- Words Georgia Gane
- Photography Dav Stewart
- Production Studio Notion
Rising producer/rapper, Surya Sen, talks about leaving a job in finance to pursue his musical dreams, advice for his future self, upcoming debut mixtape, and much more.
Sometimes, external pressures from schools, media or our families can set us on the seemingly right, yet very wrong career path. It can leave us stuck in a routine and a job we don’t like, until we find ourselves one day questioning ‘wait, what the fuck am I doing here?!’. Thankfully for our ears, producer-rapper Surya Sen experienced this moment at the beginning of the UK lockdown, took the plunge in his music career and hasn’t looked back since.
Named after the Bangladeshi school teacher turned revolutionary leader, Surya Sen dropped his first single “C U Later” during the pandemic. Despite being new to the music scene, from a young age Surya Sen was not only listening to his favourite music, whether that was deep house grooves or golden era hip-hop, but also studying the samples and tracing their origins. From here, Surya learned to sample music and began creating his own, where his vast musical knowledge is clearly heard through his talent to blend different styles of music seamlessly.
His characteristic fusion of rap, hip hop, UK garage and house while sounding distinctively British is part of his mission to do something new with UK electronic dance music. “There hasn’t been a change in electronic dance music on radio in so long. In the UK when Krept and Konan’s ‘Don’t Waste My Time’ came out in 2015, it was this huge moment and since then so many artists have a variation of that sound. They’re all moving the needle further from that Krept and Konan tune. But that same thing hasn’t happened in dance”, Surya Sen says.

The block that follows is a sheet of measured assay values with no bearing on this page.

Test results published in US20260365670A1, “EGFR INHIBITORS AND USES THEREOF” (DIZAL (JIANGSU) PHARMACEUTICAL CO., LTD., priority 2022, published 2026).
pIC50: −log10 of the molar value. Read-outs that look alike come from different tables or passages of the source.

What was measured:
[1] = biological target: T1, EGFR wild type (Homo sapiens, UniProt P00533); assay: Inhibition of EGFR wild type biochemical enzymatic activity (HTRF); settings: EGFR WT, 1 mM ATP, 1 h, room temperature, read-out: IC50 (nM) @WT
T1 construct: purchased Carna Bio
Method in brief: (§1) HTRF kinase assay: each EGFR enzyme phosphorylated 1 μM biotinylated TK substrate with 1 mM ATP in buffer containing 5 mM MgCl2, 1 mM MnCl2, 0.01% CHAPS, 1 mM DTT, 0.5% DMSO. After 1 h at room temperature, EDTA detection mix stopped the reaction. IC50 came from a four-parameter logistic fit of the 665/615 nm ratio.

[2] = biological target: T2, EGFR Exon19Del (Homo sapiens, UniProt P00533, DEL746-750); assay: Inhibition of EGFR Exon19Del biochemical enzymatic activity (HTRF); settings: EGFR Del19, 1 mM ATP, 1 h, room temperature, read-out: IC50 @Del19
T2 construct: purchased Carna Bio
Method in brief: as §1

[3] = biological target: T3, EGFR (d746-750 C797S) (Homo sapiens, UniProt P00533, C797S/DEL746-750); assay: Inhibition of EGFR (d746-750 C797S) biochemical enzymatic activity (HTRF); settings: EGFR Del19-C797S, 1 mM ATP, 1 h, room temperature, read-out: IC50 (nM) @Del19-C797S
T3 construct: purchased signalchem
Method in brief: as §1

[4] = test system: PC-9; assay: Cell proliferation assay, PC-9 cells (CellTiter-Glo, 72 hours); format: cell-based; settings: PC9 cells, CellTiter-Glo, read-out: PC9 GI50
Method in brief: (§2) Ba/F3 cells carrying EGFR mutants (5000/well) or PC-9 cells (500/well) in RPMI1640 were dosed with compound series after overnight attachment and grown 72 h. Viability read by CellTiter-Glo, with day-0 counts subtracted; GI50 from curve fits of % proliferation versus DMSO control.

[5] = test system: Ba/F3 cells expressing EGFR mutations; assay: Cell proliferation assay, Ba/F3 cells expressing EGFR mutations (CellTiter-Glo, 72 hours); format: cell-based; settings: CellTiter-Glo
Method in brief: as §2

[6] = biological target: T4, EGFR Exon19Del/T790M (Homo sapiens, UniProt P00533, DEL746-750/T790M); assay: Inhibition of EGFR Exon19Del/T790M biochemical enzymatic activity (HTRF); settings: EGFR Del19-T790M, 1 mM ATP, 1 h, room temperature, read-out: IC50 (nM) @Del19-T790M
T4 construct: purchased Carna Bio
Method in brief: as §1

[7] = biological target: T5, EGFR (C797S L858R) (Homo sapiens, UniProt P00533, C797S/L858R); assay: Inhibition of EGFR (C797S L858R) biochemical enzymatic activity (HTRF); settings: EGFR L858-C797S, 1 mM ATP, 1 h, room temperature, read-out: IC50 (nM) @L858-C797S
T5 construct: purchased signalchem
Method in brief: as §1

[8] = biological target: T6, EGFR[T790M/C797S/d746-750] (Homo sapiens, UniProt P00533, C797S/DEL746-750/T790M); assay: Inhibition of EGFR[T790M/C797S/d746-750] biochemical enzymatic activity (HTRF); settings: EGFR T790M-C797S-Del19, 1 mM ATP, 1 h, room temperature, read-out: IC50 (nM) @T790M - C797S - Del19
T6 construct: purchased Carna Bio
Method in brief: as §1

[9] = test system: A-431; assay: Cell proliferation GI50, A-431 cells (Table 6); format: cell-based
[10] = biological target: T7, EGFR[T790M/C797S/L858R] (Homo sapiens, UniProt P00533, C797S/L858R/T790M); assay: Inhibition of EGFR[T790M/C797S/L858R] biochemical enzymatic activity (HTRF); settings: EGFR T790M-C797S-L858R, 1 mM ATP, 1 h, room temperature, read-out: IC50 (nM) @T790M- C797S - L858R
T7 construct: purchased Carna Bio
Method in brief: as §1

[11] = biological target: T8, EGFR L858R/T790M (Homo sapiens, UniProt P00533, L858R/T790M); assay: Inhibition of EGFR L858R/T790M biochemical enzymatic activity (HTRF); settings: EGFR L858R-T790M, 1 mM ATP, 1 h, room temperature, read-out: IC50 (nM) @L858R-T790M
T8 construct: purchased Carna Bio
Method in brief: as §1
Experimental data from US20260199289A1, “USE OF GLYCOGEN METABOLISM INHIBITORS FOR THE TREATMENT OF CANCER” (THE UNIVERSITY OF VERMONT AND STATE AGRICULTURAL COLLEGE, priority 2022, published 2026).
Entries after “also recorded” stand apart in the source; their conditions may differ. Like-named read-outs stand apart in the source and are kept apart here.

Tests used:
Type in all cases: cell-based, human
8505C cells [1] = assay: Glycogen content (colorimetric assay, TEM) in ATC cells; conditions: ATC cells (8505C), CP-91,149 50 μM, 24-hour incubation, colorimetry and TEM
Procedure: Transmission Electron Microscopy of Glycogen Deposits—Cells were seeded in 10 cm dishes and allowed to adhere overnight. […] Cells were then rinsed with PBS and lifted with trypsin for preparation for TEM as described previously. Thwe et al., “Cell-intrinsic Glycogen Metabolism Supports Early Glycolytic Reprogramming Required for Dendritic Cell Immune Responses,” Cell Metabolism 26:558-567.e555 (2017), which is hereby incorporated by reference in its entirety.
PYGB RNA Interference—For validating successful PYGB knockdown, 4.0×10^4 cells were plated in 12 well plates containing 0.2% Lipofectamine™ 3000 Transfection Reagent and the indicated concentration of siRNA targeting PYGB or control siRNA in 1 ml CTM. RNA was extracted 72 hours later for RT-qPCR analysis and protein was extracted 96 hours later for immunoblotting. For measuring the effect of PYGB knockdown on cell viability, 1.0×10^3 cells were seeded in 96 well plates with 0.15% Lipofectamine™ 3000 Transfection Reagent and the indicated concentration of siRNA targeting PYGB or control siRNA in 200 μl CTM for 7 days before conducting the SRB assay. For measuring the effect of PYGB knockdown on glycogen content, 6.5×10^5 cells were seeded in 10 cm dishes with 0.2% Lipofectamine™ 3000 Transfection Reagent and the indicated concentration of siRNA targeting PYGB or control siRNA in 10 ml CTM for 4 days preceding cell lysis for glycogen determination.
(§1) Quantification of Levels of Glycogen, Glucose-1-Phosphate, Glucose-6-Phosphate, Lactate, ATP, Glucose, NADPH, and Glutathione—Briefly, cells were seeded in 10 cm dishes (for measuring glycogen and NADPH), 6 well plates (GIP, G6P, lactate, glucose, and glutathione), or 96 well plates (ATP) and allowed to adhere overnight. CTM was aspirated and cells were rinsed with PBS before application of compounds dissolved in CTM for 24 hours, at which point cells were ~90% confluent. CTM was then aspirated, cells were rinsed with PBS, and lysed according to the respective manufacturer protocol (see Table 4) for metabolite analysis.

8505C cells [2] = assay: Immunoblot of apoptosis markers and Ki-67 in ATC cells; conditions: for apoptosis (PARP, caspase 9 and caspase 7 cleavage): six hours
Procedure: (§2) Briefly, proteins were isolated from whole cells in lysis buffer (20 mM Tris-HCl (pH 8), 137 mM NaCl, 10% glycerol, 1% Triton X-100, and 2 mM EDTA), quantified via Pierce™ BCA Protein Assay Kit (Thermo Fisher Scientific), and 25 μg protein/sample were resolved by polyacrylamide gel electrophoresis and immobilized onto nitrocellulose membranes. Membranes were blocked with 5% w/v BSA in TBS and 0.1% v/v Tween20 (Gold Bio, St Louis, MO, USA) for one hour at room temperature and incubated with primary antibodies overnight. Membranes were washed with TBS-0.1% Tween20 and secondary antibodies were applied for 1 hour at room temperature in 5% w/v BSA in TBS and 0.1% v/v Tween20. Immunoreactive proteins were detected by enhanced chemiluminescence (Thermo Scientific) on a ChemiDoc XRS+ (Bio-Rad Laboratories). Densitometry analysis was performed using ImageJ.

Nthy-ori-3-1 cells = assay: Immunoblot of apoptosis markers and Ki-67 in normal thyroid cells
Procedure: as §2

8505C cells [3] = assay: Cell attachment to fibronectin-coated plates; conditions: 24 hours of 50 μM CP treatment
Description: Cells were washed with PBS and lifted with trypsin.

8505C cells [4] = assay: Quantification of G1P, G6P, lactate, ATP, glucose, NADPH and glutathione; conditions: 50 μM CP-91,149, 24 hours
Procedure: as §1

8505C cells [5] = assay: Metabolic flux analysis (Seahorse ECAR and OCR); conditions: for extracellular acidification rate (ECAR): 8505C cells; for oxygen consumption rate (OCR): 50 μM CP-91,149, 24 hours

Alongside this, and in keeping with his namesake, the North London native knew from the offset that he wanted his music to express what it means to be British Bengali in London today – an experience that has been somewhat underrepresented in UK music until more recent years. Discovering the Daytimers collective and being involved in a community of South Asians in electronic music spurred Surya to pursue his career in music even further: “At the end of Yung Singh’s Boiler Room, I recorded Riva [from Daytimers] saying, ‘shout out to all the South Asian massive’, and it’s actually the last moment in the mixtape. I wanted to just show how far we’ve come”.
We caught up with Surya Sen to learn more about the hustle thus far to make his music dream a reality, his musical influences and the important stories told in his upcoming mixtape, ‘At What Cost?’, out 29th April. Surya will be revealing the tape at his sold-out Launch party two days before, at The Glove That Fits on the 27th April.
Talk to me about your journey into music so far. When did you decide that you’re gonna pursue music in a real way?